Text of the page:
Orioles' Bundy deals with elbow issue
April, 5, 2013
By Stephania Bell | ESPN.com
When a pitcher exhibits a decrease in fastball velocity, one of the first things that comes to mind as a possible cause is injury. While not all drops in velocity are a consequence of injury, it certainly raises a yellow flag that something may be on the horizon. In the case of Baltimore Orioles pitching prospect Dylan Bundy, after an outing in which his velocity was down in early March, the suspicion may have arisen. Interestingly, within a few weeks, Bundy was being shut down due to what was termed "stiffness" in his right (throwing) elbow, according to the Baltimore Sun.
Fortunately for Bundy and the Orioles, an MRI turned up nothing significant. He was placed on the minor league DL and shut down from throwing for several days. In the larger scheme of things, it appears that there is currently no serious injury to Bundy's elbow and the Orioles are taking precautions to help ensure one does not develop.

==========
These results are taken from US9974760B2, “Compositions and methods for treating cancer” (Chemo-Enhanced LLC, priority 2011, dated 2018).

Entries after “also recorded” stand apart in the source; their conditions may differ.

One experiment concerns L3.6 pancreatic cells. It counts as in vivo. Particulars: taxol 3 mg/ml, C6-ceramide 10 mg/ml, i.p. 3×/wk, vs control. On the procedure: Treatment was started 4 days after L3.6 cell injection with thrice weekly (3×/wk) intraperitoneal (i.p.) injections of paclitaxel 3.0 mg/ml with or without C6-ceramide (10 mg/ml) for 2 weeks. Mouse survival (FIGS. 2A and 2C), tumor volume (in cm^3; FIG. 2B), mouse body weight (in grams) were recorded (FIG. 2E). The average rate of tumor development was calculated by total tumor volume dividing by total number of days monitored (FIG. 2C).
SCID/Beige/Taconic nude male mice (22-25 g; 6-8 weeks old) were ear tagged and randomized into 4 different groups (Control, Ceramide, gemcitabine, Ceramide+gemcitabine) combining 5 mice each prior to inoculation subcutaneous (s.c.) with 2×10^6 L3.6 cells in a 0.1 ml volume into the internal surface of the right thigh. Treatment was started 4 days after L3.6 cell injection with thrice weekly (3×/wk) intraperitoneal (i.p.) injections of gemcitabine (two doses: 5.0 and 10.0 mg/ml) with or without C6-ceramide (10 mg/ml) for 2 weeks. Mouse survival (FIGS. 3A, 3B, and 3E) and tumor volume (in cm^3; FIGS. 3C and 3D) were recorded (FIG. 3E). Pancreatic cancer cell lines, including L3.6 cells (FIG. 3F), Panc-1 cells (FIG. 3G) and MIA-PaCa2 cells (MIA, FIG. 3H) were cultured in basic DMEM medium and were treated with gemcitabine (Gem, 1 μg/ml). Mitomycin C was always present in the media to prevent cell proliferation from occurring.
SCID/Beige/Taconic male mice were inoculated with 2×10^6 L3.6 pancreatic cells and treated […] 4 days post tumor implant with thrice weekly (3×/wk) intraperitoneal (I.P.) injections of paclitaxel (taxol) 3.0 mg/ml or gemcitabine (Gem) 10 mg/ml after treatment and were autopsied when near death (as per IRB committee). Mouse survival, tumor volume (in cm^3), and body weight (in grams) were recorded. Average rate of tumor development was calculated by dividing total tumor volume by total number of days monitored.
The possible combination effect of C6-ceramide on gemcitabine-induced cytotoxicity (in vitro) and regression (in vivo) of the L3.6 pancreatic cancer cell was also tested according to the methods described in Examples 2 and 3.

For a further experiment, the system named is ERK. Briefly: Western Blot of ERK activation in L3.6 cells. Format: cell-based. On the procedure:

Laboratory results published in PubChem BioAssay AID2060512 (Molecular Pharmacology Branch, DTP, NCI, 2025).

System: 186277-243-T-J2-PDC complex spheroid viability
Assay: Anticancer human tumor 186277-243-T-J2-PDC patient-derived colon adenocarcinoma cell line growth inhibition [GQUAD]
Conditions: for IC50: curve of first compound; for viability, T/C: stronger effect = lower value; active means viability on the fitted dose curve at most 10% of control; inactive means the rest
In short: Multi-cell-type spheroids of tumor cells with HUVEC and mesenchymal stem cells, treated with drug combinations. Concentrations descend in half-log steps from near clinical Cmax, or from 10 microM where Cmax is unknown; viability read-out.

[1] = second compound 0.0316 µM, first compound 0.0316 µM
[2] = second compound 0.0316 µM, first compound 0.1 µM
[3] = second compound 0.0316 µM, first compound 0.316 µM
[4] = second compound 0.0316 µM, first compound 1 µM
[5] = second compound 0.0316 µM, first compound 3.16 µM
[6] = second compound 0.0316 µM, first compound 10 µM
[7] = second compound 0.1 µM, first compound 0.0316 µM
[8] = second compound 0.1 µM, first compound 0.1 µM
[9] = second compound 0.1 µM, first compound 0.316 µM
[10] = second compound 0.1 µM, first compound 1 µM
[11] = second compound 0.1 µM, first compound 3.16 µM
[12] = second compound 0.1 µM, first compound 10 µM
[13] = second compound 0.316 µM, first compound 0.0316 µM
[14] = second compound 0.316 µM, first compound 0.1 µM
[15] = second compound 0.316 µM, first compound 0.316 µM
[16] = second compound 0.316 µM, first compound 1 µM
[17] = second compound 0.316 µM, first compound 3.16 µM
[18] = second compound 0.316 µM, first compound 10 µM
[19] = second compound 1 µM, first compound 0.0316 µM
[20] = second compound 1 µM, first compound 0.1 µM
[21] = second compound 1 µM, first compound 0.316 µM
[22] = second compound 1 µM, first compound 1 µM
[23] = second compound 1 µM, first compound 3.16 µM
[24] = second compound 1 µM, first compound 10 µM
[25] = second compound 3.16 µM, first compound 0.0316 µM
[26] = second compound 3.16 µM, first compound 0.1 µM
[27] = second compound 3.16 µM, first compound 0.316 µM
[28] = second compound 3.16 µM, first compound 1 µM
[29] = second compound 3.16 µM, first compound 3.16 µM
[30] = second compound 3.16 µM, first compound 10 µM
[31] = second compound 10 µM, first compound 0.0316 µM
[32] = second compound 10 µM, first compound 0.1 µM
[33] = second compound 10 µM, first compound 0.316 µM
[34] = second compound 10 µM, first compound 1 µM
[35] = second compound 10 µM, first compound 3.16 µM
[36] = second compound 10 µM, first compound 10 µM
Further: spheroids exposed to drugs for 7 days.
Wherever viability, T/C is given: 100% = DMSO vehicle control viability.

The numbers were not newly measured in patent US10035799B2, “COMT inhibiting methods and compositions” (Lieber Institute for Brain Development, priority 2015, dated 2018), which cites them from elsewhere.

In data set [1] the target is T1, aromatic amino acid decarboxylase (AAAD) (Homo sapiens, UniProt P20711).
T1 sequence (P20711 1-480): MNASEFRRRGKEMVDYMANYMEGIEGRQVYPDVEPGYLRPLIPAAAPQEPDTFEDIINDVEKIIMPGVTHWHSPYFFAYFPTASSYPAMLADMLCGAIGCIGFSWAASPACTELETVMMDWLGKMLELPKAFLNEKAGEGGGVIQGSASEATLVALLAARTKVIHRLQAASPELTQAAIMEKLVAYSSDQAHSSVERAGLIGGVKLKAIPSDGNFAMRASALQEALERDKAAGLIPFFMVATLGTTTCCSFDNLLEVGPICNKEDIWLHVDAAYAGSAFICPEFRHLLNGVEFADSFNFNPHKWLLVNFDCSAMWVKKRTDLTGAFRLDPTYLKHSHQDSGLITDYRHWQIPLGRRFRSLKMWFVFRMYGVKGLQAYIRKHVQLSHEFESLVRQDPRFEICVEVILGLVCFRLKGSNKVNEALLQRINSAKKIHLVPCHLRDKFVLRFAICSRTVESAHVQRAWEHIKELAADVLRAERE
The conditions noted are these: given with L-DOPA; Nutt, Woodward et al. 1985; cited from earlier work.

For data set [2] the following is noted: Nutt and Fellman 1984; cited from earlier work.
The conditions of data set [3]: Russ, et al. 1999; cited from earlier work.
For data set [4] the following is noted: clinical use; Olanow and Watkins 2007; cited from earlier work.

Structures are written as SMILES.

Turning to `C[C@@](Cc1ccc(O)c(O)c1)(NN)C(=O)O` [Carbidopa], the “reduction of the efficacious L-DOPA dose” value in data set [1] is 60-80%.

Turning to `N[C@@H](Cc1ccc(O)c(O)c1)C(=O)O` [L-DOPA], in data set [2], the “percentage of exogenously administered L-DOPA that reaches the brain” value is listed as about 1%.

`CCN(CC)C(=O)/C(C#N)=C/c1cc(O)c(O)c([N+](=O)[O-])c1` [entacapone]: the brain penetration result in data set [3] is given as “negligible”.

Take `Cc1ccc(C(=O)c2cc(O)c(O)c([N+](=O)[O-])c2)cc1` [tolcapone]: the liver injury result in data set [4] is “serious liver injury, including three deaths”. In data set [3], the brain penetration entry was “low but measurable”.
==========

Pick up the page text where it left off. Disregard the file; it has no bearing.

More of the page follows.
The team also underwent a complete biomechanical analysis of all their pitchers this spring -- as they did in 2012 -- with the assistance of the American Sports Medicine Institute (ASMI). Orioles director of pitching development Rick Peterson brought the process to the organization as part of his oversight of the health and development of his pitchers. According to MASNsports.com, Peterson described the analysis as, "an MRI of the pitching delivery to make sure that the measurements in that delivery are falling into normative range to optimize performance and reduce the risk of injury." While no one would suggest that all pitching injuries can be prevented, at the very least it indicates the Orioles are watching their young arms closely and that they have some baseline measures to use for comparison.
Expect Bundy to return to throwing gradually and under close monitoring, a process that could begin within days. It appears that this is just a minor setback on Bundy's path this season, but the Orioles clearly do not plan to rush him back.